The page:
It’s my pleasure to host another guest blog as part of the Winter of Zombie Tour. Here is a excerpt from Jay Wilbur’s collection. Enjoy
Sample from the collection with Hazardous Press Zombies Believe In You by Jay Wilburn – The sample includes the opening of the novella “White Pebbles” —
The Woodcutter’s Son
Hansel’s face was in the wet sand under the overturned fishing boat. He stared at the white pebble he had placed on the block under the bow of the boat where he hid beside the shore of the lake. The wood above his head had been cut by his father and then fashioned by richer men near the docks. The boat had brought wealth to families that were depending on Hansel now. The wood was rotting as it sat abandoned for too long.
The monster’s blue feet marched through the sand past the boat within Hansel’s view. If it discovered him, Hansel was going to be eaten alive. He breathed quietly as he watched the footprints behind the dead creature. They filled with water below the sand which soaked slowly back below the surface just like the footprints of any living person would. These footprints were missing some of the toes.
Hansel pulled the lines up over his shoulder on the ground in the shadow of the fishing boat. His catch for the day hung on the ends of each line. He did not have enough for everyone. Many of the animals in the forest had fled from the Twice Dead Plague. Both common beasts and enchanted creatures had abandoned the forests as the villages became the haunts of hungry death.
Hansel crawled forward to look under the rim at the docks and the catch houses. The rats on his lines dragged through the sand under him.
There were at least two of the moving dead under the dock. They were consuming something. It could have been an animal. It might be a human they were eating, but every survivor in town was waiting in the church now. There were other creatures that might have fallen prey to the cursed corpses as well.
On the boardwalk around the fishery house, others wandered as they searched mindlessly. They were driven by hunger and not thought. If they spotted Hansel, they would follow him until he was caught and they would eat until his bones were clean.
His father’s ax or an archer’s arrow could stir their brains and drop them permanently, but Hansel had neither of those weapons on this foraging trip.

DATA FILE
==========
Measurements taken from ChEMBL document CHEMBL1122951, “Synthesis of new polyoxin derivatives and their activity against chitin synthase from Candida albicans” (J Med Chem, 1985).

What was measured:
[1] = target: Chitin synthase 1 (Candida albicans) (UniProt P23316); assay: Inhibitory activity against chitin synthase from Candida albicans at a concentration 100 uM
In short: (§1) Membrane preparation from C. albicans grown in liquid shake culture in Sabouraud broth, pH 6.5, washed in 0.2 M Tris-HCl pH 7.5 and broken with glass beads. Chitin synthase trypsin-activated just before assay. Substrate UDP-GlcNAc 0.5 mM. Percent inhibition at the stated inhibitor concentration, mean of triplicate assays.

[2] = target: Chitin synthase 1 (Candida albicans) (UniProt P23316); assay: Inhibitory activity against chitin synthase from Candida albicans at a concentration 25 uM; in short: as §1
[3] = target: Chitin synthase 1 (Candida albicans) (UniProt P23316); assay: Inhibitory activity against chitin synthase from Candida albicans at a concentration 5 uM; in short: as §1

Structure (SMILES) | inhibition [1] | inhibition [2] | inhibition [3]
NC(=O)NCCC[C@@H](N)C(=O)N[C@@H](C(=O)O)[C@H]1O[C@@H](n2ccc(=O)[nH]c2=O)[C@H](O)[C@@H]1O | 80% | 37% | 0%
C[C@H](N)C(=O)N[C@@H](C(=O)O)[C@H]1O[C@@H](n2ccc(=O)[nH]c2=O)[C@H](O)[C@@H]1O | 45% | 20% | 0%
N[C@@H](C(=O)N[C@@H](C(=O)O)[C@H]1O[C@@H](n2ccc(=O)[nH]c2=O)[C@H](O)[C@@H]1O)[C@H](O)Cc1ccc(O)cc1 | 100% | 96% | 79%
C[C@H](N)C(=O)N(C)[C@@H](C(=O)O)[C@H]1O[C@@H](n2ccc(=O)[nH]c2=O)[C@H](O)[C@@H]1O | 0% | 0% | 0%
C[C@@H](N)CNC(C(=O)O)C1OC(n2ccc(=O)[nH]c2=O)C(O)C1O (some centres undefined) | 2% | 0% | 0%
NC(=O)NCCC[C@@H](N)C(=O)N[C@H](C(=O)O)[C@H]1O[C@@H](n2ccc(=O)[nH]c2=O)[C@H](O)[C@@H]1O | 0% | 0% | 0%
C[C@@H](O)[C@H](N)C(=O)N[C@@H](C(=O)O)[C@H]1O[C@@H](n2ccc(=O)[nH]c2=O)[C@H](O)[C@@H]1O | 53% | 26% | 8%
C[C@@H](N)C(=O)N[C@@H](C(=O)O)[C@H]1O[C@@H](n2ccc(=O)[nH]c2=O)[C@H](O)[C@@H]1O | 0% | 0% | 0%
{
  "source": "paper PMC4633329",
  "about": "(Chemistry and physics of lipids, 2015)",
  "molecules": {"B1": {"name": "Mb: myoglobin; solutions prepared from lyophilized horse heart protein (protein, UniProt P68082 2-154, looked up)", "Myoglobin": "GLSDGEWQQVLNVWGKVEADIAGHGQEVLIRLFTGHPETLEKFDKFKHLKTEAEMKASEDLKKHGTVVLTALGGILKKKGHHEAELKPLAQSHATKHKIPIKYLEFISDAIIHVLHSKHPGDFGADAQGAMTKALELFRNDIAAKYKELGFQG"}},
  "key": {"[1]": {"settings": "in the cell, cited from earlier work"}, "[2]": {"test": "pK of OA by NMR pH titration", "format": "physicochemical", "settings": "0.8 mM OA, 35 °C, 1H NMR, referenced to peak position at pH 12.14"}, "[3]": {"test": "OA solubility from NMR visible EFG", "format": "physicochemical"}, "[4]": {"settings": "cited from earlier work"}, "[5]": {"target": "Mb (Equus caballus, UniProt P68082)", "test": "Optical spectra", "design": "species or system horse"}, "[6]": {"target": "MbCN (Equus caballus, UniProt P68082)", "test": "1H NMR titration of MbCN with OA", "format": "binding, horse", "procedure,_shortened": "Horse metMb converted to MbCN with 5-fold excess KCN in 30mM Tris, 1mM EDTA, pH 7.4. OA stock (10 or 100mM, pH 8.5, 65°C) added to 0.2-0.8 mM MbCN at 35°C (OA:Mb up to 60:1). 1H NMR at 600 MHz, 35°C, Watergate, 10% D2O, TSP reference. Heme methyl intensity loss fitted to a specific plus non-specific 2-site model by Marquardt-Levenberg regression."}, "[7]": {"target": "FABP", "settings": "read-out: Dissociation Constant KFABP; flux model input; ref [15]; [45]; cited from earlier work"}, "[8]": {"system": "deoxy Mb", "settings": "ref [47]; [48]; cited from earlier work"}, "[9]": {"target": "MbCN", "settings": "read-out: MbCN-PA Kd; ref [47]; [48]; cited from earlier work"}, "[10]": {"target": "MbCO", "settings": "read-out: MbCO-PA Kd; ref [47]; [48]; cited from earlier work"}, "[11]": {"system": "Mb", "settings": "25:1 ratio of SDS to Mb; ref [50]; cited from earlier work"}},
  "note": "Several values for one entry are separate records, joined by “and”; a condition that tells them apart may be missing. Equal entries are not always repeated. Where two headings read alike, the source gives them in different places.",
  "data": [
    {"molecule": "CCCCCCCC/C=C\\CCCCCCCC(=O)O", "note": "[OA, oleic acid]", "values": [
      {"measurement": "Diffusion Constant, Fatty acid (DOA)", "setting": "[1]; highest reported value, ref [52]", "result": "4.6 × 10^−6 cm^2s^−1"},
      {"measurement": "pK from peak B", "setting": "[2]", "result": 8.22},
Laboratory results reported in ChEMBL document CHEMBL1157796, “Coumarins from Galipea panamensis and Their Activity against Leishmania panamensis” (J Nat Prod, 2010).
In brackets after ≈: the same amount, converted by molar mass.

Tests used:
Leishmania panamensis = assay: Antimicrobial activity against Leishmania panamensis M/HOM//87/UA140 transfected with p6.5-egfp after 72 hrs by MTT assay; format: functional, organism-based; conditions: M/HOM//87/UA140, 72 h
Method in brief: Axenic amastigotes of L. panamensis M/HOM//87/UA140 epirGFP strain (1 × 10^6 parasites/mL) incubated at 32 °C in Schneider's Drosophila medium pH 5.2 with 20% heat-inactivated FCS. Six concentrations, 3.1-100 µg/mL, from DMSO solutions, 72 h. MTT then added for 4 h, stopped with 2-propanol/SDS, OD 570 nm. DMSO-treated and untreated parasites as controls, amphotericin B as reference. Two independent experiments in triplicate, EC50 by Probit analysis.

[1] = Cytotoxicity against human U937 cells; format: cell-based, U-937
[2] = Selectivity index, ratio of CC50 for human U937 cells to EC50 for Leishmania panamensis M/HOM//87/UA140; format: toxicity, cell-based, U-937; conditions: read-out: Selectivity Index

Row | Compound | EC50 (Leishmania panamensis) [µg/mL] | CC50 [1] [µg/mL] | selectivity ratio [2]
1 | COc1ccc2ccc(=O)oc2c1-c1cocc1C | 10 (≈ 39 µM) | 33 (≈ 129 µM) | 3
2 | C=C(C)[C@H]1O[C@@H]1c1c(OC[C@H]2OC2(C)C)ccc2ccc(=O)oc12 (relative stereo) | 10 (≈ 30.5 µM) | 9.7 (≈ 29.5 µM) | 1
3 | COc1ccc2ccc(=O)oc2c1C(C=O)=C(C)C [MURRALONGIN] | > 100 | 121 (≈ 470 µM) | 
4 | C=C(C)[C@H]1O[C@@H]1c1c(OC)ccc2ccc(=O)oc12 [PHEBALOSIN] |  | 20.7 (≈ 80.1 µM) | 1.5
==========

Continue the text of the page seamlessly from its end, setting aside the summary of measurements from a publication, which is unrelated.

He could see the red letters on the side of the long building facing the lake read, Bountiful Fish Market. It was past due for this season’s repainting.
He furrowed forward through the sand until he was exposed and rose up to kneeling beside the boat. He peered over the keel at the blue-footed cadaver as it advanced on its partners feeding under the docks.
He recognized the body now that he was out from under the boat.
The jacket had been fine silk, but now it was mired with filth and torn with bits of twigs and brambles. The linen pants were shredded and frayed around the cuffs. In addition to missing toes, the man had been bitten around his calves in a vicious manner.
His hair was uncharacteristically out of place. Tufts of it were missing around the back of his scalp for reasons that were not immediately apparent to Hansel.
Mr. Haber, who had run the fine articles haberdashery near the docks, had given up on caring for his clothes in death and had spent time in the woods and in the rain.
“Continue on to the docks,” Hansel whispered. “Continue your business there just as you did in life, Haber.”
He heard branches snapping in the trees that bled down the slope to his left up to the edge of the shore.
Hansel moved up off the sand and over the thick grasses to the dark gravel of the waterfront road. He did not look back, but continued up between the first buildings facing the water across the red cobbles.
He cut his eyes from side to side as he slunk along with the strung bodies of the rats bouncing against his chest and back. Most of the windows were broken out or shattered inward. Shingles were torn away and plaster was broken through where storms had inflicted damage that was no longer being repaired.
They began crossing the next street in front of him across the mouth of the alley. Hansel stepped back into the stoop of one of the taverns as he waited for the bodies of his dead neighbors to shamble along the street deeper into the village.
A bony hand reached through the lattice flicking out broken shards from the missing panes. The fingers closed over Hansel’s cords and tried to fish the rats into the tavern with the reanimated barkeep.
Hansel grabbed the cold wrist and pulled the arm out to the knob of elbow that caught in the square of wood. The barkeep growled and pushed his lips and tongue against one of the slats.
Hansel looked out from the corner of the doorway. The mass of bodies crossing the opening of the alley were still thick.
He twisted the emaciated arm, but the owner didn’t register nor react to the pain.